Executives at the UK's three biggest pharmaceuticals companies have been funnelling thousands of dollars from their personal fortunes to help the re-election campaigns of industry-friendly politicians in the US.
David Brennan, the chief executive of AstraZeneca, has emerged as one of the most generous donors to candidates in the midterm elections, in which drug prices have emerged as a big political issue. He and his wife have contributed a total of $31,000 (£16,000) to individual politicians and to Republican party schemes such as the Majority Initiative to Keep Electing Republicans.
Mr Brennan said he "supports candidates who recognise and value the importance of innovative medicines and innovative companies in enhancing people's health".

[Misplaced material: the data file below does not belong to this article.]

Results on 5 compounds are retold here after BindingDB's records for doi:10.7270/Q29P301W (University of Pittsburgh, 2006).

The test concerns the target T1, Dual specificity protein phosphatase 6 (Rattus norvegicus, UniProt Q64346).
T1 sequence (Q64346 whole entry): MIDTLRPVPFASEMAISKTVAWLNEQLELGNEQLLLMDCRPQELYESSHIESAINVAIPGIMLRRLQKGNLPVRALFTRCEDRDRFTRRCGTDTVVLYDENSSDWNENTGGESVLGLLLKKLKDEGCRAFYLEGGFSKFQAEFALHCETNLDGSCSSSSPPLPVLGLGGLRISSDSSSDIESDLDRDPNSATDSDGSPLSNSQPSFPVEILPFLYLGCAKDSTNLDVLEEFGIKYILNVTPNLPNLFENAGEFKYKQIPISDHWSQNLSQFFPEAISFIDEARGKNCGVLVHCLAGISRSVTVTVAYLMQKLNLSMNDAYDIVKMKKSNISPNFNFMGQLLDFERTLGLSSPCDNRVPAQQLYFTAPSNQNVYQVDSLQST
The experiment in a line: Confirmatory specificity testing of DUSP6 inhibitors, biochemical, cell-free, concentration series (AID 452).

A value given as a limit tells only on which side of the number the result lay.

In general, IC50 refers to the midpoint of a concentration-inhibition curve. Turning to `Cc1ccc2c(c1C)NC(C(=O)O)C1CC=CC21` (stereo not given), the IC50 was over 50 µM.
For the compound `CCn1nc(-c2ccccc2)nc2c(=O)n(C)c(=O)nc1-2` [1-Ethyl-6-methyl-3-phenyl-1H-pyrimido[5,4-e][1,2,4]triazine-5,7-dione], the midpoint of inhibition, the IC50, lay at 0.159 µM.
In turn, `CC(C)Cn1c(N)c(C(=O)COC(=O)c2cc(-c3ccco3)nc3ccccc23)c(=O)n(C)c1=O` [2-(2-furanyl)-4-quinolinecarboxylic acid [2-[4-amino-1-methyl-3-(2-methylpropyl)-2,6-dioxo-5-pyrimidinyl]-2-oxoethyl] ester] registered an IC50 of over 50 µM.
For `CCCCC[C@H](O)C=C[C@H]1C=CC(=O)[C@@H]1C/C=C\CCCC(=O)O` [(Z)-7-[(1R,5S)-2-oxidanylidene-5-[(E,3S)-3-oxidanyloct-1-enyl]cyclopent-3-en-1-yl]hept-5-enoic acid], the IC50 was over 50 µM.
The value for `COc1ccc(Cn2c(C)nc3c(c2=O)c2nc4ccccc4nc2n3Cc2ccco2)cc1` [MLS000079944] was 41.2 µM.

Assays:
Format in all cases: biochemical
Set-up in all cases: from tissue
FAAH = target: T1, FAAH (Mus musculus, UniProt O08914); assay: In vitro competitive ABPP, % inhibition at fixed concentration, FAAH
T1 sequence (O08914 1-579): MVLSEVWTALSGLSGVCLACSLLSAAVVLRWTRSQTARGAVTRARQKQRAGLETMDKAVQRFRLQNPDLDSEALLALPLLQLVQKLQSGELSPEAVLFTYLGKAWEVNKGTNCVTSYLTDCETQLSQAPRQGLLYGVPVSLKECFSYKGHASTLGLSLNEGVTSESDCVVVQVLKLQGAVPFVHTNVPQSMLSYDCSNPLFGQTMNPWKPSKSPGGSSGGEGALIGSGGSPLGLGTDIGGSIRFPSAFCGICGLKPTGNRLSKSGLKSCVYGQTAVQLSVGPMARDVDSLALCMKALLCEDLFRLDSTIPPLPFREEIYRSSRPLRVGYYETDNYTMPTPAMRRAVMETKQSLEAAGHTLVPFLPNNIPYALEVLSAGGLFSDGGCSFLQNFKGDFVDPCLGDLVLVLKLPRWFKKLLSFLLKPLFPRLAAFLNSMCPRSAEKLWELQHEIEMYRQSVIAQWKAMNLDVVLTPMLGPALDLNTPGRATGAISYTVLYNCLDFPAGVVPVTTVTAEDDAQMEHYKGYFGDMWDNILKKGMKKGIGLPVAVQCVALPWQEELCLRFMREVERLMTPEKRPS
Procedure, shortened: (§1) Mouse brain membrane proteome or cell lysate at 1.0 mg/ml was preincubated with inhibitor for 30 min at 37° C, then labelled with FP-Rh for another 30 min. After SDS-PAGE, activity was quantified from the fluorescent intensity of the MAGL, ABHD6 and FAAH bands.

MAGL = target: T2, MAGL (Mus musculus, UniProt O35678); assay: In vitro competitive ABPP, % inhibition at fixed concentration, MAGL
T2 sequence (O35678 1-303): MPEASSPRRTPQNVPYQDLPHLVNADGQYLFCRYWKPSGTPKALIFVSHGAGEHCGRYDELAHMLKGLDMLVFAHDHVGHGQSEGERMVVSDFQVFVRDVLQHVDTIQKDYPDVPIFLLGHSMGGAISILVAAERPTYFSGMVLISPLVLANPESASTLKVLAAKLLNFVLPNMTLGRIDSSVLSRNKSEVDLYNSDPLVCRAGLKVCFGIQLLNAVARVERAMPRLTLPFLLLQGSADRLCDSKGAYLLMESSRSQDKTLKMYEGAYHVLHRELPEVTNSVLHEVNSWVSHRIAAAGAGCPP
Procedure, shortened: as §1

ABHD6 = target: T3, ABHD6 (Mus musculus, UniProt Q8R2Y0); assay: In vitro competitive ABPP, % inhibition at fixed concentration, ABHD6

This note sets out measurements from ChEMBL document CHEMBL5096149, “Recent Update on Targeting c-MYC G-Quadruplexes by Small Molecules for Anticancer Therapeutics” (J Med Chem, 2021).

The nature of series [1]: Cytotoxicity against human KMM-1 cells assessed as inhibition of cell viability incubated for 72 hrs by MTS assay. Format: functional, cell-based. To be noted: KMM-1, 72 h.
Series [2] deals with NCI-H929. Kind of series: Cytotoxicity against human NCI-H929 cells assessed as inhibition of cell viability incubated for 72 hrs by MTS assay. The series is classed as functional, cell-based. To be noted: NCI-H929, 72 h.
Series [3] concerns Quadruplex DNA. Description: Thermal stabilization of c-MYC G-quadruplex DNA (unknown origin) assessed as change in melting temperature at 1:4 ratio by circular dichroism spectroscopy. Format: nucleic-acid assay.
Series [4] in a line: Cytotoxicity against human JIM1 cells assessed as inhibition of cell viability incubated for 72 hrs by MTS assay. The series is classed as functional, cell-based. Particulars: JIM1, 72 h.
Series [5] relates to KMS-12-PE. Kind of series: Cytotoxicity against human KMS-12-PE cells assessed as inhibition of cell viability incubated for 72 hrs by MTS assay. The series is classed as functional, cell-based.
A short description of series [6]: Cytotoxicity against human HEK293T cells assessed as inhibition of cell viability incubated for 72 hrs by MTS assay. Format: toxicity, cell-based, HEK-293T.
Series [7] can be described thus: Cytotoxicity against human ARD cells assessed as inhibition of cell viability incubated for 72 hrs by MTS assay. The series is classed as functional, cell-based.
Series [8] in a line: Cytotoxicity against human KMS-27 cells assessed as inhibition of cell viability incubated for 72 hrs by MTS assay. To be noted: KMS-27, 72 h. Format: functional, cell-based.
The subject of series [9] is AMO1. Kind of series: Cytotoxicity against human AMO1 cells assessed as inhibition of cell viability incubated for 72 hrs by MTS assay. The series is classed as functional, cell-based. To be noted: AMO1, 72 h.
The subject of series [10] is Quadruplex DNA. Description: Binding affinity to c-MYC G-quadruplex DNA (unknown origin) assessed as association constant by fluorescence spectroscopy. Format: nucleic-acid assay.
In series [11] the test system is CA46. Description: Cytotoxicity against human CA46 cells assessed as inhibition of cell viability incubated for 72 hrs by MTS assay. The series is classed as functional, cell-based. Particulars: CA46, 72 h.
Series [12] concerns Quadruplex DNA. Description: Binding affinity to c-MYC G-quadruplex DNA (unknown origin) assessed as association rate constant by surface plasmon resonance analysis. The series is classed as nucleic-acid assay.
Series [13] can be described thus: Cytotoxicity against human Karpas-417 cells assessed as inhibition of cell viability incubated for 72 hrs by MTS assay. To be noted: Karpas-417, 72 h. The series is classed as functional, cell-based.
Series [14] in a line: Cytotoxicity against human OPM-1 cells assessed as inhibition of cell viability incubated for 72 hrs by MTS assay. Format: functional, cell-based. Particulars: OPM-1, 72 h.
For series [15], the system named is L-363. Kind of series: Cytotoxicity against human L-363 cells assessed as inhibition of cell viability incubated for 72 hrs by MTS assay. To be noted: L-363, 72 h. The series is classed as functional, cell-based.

A Democrat takeover of the House of Representatives - which still seems odds-on, according to weekend polls - could trigger an assault on the pharmaceuticals industry and would likely unseat several of its staunchest defenders.
Political candidates are required to publish details of all donations, which are capped at $10,000 from any single source. Donations may include straightforward cheques or payments for attendance at breakfasts and dinners used as industry networking events.
The chairman of Shire Pharmaceuticals, James Cavanaugh, has together with his wife, contributed $36,500 to the Republican Party and to candidates in Pennsylvania, where the company recently located its North American headquarters thanks to tax and training grants negotiated with local politicians.
And all of GlaxoSmithKline's US-based senior executives, including the company's French chief executive, Jean-Pierre Garnier, have contributed four-figure sums to political campaigns.
According to an analysis of data compiled by the Centre for Responsive Politics, Mr Garnier had donated a total of $5,000 to the campaigns of three sitting Senators, including one Democrat, since the start of the current electoral cycle two years ago.
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